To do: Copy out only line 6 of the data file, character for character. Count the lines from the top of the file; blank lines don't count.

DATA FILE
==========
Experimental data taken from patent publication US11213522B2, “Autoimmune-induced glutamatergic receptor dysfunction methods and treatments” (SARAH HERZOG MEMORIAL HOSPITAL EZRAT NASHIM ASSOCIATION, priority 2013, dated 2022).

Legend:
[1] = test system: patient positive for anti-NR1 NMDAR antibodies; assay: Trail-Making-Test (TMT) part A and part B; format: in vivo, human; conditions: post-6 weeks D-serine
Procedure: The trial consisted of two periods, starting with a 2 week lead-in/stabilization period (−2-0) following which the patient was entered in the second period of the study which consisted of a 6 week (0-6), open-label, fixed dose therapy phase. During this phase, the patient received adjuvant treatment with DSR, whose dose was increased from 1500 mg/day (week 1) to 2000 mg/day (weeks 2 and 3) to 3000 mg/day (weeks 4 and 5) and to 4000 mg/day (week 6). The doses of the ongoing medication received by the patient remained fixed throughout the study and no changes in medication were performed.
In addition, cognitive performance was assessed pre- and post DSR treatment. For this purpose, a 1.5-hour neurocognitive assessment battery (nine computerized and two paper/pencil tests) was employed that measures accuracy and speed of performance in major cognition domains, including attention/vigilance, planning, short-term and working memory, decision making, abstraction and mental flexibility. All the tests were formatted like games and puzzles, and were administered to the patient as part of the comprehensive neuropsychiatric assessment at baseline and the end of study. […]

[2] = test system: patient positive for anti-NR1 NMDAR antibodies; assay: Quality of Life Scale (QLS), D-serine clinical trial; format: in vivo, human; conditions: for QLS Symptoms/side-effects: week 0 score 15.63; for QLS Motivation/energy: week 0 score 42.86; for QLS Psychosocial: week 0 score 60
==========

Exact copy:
[2] = test system: patient positive for anti-NR1 NMDAR antibodies; assay: Quality of Life Scale (QLS), D-serine clinical trial; format: in vivo, human; conditions: for QLS Symptoms/side-effects: week 0 score 15.63; for QLS Motivation/energy: week 0 score 42.86; for QLS Psychosocial: week 0 score 60